Building sustainable communities is a
cornerstone of the Mayday Saxonvale
Principles of sustainable development are mitigating the pressures on regional towns to become dormitory towns. To stop towns facing slow decay and decline of their town centres and shopping centres. This is vital to provide is a balance of social value and economic opportunity for today’s business market place.
The modern model of commercial premises form a sales area with a kitchenette tacked on. This does not respond to the increasing demand of local businesses seeking modular space on flexible terms. For example, a trading area with an office, or a retail presence with a light manufacturing unit. Proper storage facilities are also a vital element with goods moving online which need to be packed and dispatched.
There are also different sectors to be considered and how complementary activities can be enhanced. Fundamentally these outcomes are expressed in place making. National Planning Policy Framework 2019-2021 states, that sustainable principles of development are a material consideration in planning decisions, and that ‘The purpose of the planning system is to contribute to the achievement of sustainable development.’
Overview & Context
Our approach gives deference to Frome’s heritage, established and vibrant cultural activities, independent spirit and the local entrepreneurial economic model. These have all been essential drivers of Frome’s success and growth over recent years. The masterplan in its final form is therefore reactive and in many aspects,
‘bespoke’ with a greater emphasis on community, commercial space and live/work within a public realm that is environmentally responsible and based upon well-living principles.
We have re-used and utilised existing buildings wherever possible. Including the preservation of factory premises that have a powerful story to tell – stories that are meaningful to Frome’s working life and memories and to how Saxonvale has evolved over time into the ‘lost’ industrial heartland of the town.
Commercial space provision in a combination of reuse of heritage assets including derelict factory premises, live/work investment opportunities, and flexible, the modular spatial design will facilitate the level of business opportunities vital to a sustainable community
Local Plan Part 1 states:
‘In 2029 Frome residents have access to a wider range of jobs locally which has led to a reduction in the level of commuting out of the town.’
The overarching objectives are economic, social and environmental.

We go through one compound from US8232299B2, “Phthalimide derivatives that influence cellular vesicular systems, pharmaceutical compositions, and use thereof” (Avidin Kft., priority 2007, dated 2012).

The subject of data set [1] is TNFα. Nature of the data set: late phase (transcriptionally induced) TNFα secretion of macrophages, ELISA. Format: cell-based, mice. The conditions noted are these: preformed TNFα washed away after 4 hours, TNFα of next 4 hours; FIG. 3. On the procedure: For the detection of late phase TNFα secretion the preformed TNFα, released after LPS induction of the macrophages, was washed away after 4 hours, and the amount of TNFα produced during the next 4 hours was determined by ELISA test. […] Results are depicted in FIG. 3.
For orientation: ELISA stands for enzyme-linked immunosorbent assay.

These objectives are defined as follows:
‘to help build a strong, responsive and competitive economy, by ensuring that sufficient land of the right types is available in the right places and at the right time to support growth, innovation, and improved productivity; and by identifying and coordinating the provision of infrastructure’.
‘to support strong, vibrant and healthy communities, by ensuring that a sufficient number and range of homes can be provided to meet the needs of present and future generations; and by fostering well-designed, beautiful and safe places, with accessible services and open spaces that reflect current and future needs and support communities’ health, social and cultural well-being’.
‘to protect and enhance our natural, built, and historic environment; including making effective use of land, improving biodiversity, using natural resources prudently, minimising waste and pollution, and mitigating and adapting to climate change, including moving to a low carbon economy’.
BREEAM Communities give equal importance to the social, economic and environmental dimensions of sustainability.
Retro-Fit First Approach
Creativity, history, variety, usefulness, and sustainability – all of these come together and support each other from a retro-fit first approach.
There are a number of factors recommending a retro-fit first approach, adopted within this plan.
Saxonvale was first developed for the textile industry, (specifically silk and crepe in this location) during the closing years of the eighteenth century. Other textile works, Sheppherds and Tuckers Mill for example, were positioned in greenfield locations on the boundaries of the town, and in these settings – as was the case with Saxonvale –
A timber and rubble stone mill could be constructed in no more than about nine months so, with no shortage of labour, Saxonvale underwent a period of intense building for the silk industry which lasted until the later 1800’s. In 1925, the land and buildings were sold to Notts of Cardiff, jobbing engineers who at first utilised the old mills and then began a construction schedule of their own into the lower factories as they expanded during the Second World War. At this time, Beswicks fuse makers also relocated to Saxonvale from Essex and commenced operations from what is known today as the ‘Bunker Building’ and the Eastern or Beswicks Warehouse. They also built a new factory premises which was demolished in 2010.
By the last quarter of the 1900’s therefore, Saxonvale had a range of different types of buildings still surviving from all these phases and very much connected to the working memories of the population of Frome for whom this landscape was so familiar and which had played such an important role in their lives.
A key objective from the outset is to reduce embodied carbon.
The variety of robust structures support rich place-making possibilities whilst emissions of additional carbon in the creation of new buildings are avoided.
The drawing illustrates in green which
structures are to be retained and refurbished
for future generations.
The few buildings in white will need to be demolished to help provide space for new buildings and public spaces that are critical in making a masterplan for the site work. The strategy adopted
proposes considered and careful demolition.